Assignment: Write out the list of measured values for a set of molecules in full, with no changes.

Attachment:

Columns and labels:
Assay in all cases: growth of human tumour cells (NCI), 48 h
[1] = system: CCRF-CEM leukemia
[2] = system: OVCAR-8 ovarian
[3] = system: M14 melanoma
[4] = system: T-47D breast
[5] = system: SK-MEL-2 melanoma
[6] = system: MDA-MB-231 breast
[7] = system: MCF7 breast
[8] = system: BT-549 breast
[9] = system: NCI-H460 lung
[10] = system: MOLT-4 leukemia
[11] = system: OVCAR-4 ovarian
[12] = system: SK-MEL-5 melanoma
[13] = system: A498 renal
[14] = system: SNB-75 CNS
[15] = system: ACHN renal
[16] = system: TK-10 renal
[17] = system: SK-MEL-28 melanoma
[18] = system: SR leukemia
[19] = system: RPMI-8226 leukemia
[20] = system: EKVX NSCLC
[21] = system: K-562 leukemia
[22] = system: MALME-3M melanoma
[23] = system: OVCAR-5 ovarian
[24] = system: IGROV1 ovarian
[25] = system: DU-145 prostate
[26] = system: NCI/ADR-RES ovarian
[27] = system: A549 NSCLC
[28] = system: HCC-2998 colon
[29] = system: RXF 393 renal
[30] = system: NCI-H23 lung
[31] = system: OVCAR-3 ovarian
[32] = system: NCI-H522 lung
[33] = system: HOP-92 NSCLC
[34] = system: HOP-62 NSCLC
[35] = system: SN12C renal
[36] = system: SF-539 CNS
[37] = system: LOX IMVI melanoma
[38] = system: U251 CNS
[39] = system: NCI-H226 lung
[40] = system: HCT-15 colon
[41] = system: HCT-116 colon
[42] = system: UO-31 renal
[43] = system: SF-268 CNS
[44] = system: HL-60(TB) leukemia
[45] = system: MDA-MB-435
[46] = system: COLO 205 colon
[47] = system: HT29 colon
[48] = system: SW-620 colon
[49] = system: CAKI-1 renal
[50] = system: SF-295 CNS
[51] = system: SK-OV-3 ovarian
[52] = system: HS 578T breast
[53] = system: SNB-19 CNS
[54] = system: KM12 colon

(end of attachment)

Columns and labels:
Assay in all cases: growth of human tumour cells (NCI), 48 h
[1] = system: CCRF-CEM leukemia
[2] = system: OVCAR-8 ovarian
[3] = system: M14 melanoma
[4] = system: T-47D breast
[5] = system: SK-MEL-2 melanoma
[6] = system: MDA-MB-231 breast
[7] = system: MCF7 breast
[8] = system: BT-549 breast
[9] = system: NCI-H460 lung
[10] = system: MOLT-4 leukemia
[11] = system: OVCAR-4 ovarian
[12] = system: SK-MEL-5 melanoma
[13] = system: A498 renal
[14] = system: SNB-75 CNS
[15] = system: ACHN renal
[16] = system: TK-10 renal
[17] = system: SK-MEL-28 melanoma
[18] = system: SR leukemia
[19] = system: RPMI-8226 leukemia
[20] = system: EKVX NSCLC
[21] = system: K-562 leukemia
[22] = system: MALME-3M melanoma
[23] = system: OVCAR-5 ovarian
[24] = system: IGROV1 ovarian
[25] = system: DU-145 prostate
[26] = system: NCI/ADR-RES ovarian
[27] = system: A549 NSCLC
[28] = system: HCC-2998 colon
[29] = system: RXF 393 renal
[30] = system: NCI-H23 lung
[31] = system: OVCAR-3 ovarian
[32] = system: NCI-H522 lung
[33] = system: HOP-92 NSCLC
[34] = system: HOP-62 NSCLC
[35] = system: SN12C renal
[36] = system: SF-539 CNS
[37] = system: LOX IMVI melanoma
[38] = system: U251 CNS
[39] = system: NCI-H226 lung
[40] = system: HCT-15 colon
[41] = system: HCT-116 colon
[42] = system: UO-31 renal
[43] = system: SF-268 CNS
[44] = system: HL-60(TB) leukemia
[45] = system: MDA-MB-435
[46] = system: COLO 205 colon
[47] = system: HT29 colon
[48] = system: SW-620 colon
[49] = system: CAKI-1 renal
[50] = system: SF-295 CNS
[51] = system: SK-OV-3 ovarian
[52] = system: HS 578T breast
[53] = system: SNB-19 CNS
[54] = system: KM12 colon